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HQ 732692

January 16, 1990

MAR-2-05 CO:R:C:V 732692 KG


William J. Maloney
Rode & Qualey
295 Madison Avenue
New York, N.Y. 10017

RE: Country of origin marking of footwear uppers

Dear Mr. Maloney:

This is in response to your letter of May 24, 1989, to the office of the Area Director of Customs, New York, requesting a country of origin ruling on two samples of footwear in various stages of completion. Your letter was referred to this office for a direct reply. By letter dated July 31, 1989 (HQ 084859), you were provided a tariff classification ruling on these samples.


The first sample is an imported leather open back moccasin upper. The bottom of the upper is completely closed and a midsole is sewn to the bottom. The upper is sewn in the Dominican Republic. The upper that is shipped from the Dominican Republic has the appearance of a moccasin and has a closed bottom. The list submitted of the operations performed in the U.S. includes: pick unit soles, case unit soles, set up lasts, load shoes, load bottoms, slip last form shoe, trim back tab laces, bottom cement, spot sole and press, scour sole, pull last, apply moc pod, clean and inspect, stuff and stick shoe, spray upper, make shoe box, make box lid, stamp box, cement box lapel, load box for packing and pack shoes.

The second sample is an imported leather closed backed moccasin upper. The bottom of the upper is open at the heel. There is a midsole partially attached to the bottom of the upper except at the heel. It is shipped to a U.S. manufacturer for performance of the same operations listed above for sample one plus the following operations: tack tails at heel, heel seat last upper, pull tacks, heat set and rough bottom.


Whether the two samples are substantially transformed in the U.S. and therefore, are exempt from individual country of origin marking.


Section 304 of the Tariff Act of 1930, as amended (19 U.S.C. 1304), provides that, unless excepted, every article of foreign origin imported into the U.S. shall be marked in a conspicuous place as legibly, indelibly, and permanently as the nature of the article (or container) will permit, in such a manner as to indicate to the ultimate purchaser in the U.S. the English name of the country of origin of the article. The Court of International Trade stated in Koru North America v. United States, 701 F.Supp. 229, 12 CIT (CIT 1988), "In ascertaining what constitutes the country of origin under the marking statute, a court must look at the sense in which the term is used in the statute, giving reference to the purpose of the particular legislation involved. The purpose of the marking statute is outlined in United States v. Friedlaender & Co., 27 CCPA 297, 302, C.A.D. 104 (1940), where the court stated that: "Congress intended that the ultimate purchaser should be able to know by an inspection of the marking on imported goods the country of which the goods is the product. The evident purpose is to mark the goods so that at the time of purchase the ultimate purchaser may, by knowing where the goods were produced, be able to buy or refuse to buy them, if such marking should influence his will."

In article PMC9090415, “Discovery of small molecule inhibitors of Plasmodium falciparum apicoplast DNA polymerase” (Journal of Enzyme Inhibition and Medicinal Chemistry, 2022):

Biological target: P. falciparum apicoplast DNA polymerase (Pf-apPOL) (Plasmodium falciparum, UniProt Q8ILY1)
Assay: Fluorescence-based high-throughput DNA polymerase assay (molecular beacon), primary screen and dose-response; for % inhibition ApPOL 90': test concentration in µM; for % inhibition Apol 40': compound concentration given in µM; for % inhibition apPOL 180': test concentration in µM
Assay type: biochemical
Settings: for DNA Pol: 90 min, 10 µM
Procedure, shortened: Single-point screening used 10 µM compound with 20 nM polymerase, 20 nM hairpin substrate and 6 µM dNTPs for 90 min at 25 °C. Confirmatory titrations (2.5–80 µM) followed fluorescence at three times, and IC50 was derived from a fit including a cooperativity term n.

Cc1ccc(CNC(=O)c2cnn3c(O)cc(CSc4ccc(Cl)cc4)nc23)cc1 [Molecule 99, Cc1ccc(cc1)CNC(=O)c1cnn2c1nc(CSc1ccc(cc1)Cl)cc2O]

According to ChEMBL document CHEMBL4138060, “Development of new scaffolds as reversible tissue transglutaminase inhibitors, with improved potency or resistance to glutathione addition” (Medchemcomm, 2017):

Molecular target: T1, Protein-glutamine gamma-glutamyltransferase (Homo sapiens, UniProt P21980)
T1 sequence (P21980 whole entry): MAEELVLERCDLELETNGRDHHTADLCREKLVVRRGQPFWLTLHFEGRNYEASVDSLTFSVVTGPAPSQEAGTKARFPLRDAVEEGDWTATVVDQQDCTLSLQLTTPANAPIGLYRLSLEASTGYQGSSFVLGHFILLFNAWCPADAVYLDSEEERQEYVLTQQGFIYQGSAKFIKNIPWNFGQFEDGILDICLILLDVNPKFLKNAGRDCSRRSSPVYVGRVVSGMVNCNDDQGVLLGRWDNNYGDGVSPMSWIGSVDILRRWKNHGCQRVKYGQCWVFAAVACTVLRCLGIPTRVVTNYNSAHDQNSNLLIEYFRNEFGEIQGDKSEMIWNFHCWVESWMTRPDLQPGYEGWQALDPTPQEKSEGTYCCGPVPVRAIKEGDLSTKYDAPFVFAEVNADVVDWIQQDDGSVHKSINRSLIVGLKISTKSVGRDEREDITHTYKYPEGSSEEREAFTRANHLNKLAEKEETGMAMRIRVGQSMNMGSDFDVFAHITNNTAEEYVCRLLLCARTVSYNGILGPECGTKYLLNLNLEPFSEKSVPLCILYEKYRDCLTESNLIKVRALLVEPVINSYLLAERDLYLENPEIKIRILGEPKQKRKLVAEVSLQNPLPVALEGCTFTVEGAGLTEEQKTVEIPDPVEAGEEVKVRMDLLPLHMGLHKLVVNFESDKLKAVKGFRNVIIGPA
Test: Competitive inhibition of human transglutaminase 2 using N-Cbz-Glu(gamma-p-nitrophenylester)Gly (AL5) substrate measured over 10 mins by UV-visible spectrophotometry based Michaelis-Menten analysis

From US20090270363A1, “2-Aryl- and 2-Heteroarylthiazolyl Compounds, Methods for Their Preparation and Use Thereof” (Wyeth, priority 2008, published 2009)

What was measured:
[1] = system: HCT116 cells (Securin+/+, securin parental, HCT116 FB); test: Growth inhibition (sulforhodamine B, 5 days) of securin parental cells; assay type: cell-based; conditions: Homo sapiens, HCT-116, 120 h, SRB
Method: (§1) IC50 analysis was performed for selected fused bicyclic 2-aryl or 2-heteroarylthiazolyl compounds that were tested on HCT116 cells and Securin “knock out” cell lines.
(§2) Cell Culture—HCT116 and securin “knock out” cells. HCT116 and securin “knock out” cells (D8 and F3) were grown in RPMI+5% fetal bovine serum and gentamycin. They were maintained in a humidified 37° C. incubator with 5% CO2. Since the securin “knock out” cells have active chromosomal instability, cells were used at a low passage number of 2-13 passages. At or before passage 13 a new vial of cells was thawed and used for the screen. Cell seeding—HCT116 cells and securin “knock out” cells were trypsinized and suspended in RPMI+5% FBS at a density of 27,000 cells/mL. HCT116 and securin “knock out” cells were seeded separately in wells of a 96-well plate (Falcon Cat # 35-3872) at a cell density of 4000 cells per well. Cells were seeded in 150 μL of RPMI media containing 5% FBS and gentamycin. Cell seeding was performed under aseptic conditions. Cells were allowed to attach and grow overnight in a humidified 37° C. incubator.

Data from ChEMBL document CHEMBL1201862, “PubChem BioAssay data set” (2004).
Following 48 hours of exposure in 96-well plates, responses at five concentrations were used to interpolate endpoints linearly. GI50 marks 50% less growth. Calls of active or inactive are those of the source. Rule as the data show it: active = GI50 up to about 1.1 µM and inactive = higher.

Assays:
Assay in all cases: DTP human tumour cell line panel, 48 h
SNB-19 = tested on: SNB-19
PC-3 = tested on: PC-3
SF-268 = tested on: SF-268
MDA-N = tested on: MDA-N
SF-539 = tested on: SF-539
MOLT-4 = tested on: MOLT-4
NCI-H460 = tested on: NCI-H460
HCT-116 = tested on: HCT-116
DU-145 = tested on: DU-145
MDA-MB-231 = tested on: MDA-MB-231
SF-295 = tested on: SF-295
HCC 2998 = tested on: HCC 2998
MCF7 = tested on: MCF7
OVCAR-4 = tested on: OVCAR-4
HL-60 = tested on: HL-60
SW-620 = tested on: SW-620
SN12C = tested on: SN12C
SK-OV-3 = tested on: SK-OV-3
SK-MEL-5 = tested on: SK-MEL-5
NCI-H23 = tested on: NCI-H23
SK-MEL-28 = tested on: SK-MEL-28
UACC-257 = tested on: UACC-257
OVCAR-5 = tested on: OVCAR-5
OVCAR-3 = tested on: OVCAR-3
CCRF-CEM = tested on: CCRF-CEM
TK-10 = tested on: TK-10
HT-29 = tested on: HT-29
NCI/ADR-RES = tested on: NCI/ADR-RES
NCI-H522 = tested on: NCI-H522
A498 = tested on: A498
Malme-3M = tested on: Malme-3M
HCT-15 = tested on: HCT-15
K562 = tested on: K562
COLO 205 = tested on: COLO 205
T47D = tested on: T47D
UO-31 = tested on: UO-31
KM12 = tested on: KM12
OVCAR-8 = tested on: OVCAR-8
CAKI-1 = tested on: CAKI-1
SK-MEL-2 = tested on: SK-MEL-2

Part 134, Customs Regulations (19 CFR Part 134), implements the country of origin marking requirements and exceptions of 19 U.S.C. 1304. The ultimate purchaser is defined in section 134.1(d), Customs Regulations (19 CFR 134.1(d)), as generally the last person in the United States who will receive the article in the form in which it was imported. If the imported article will be used in manufacture, the manufacturer may be the ultimate purchaser if he subjects the imported article to a process which results in a substantial transformation of the article. In such case, the article itself is excepted from marking pursuant to section 134.35, Customs Regulations (19 CFR 134.35), and only the outermost container of the imported article must be marked.